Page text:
After 2 Months, D.C. ‘Examiner’ Publisher Leaves to Start Free Daily

By: Joe Strupp

Just two months after helping to launch the new Washington Examiner, publisher James McDonald is leaving to start his own free newspaper.

“I thought to myself that there is a lot of opportunity out there [in the free-paper market], and it is not an opportunity that will be there forever,” McDonald told E&P. “I want to take advantage of it.”

The new Examiner publisher is Herbert W. Moloney, who had been COO of Vertis North America. He could not be reached for comment Tuesday.

McDonald, 42, helped start the new Examiner, which published its first edition on Feb. 1. Owned by billionaire Philip Anschutz’s Clarity Media of Denver, the Examiner took over what was the Journal Newspapers, a group of dailies outside of Washington, D.C., and turned them into the new, home-delivered freebie.

Anschutz also owns the free San Francisco Examiner and has trademarked the Examiner name in more than 60 other newspaper markets.

McDonald had served as publisher of the Journal group, which he joined in 2004 after four years at the free Metro newspapers in Philadelphia and New York. He said he stayed on with the Examiner with plans to continue running the paper, but became more interested in owning his own free daily as time went on.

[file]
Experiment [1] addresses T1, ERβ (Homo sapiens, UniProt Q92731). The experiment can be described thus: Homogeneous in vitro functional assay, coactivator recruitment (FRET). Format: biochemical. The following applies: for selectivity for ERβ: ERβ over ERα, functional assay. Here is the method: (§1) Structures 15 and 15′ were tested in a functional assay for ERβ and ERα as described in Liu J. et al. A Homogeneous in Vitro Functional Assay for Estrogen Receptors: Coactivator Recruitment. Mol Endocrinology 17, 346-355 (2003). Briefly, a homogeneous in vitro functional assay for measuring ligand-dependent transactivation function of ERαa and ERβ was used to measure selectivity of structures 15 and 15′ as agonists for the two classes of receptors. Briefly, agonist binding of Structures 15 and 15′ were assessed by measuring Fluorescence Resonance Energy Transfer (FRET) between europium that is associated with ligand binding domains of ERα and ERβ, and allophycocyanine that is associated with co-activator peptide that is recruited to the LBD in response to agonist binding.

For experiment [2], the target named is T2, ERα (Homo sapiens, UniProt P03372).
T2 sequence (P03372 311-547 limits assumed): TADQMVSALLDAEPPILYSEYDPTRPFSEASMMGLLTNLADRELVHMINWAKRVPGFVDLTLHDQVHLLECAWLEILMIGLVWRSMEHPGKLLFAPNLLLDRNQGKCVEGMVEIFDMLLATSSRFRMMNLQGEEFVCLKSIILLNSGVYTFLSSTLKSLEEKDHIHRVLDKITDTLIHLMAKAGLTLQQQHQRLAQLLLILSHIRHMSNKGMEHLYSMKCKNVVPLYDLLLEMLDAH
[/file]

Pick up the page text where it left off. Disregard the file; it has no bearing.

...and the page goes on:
“Nothing happened there that really changed things,” he said. “I found that what I really wanted is ownership. I had ownership in the Journal [papers] when we sold them, and I agreed to stay on to launch the Examiner.”

McDonald would not say where his free paper would be published, but he hopes to have it set up within three to six months. He said Anschutz is not involved in the venture, and it will not compete directly with either of Anschutz’s Examiners.

“It is going to take me some time to put the financing together and get the plan together, and, when the timing is right, we will announce where and when,” McDonald said. He declined to say how much of an investment the paper will need, or how much of his own money he is putting in initially.

“Hopefully it will turn into several [free newspapers],” he added. “I have a couple of [locations] on my radar screen, but I am not confirming anything yet.”

When asked what he thought of the Washington Examiner, McDonald said only, “I’m not here to say what is right and wrong with the paper,” adding, “I think the Examiner is doing well, and it has a lot of challenges going on and they will be overcome.” He declined to elaborate on which challenges he meant. The Examiner has been criticized by some for delivering copies to residents who did not want them, while also ignoring some poorer neighborhoods.

Ryan McKibben, Clarity CEO, said in Tuesday’s Washington Examiner that McDonald, had done a “phenomenal job … in transitioning the Journal Newspapers in to The Washington Examiner, expanding suburban deliveries and taking the Examiner into the District [of Columbia].”

McDonald predicted that he would not be the last entrepreneur to join the free daily newspaper market. “I believe newspapers should be free,” he said. “That model is the model of the future.”

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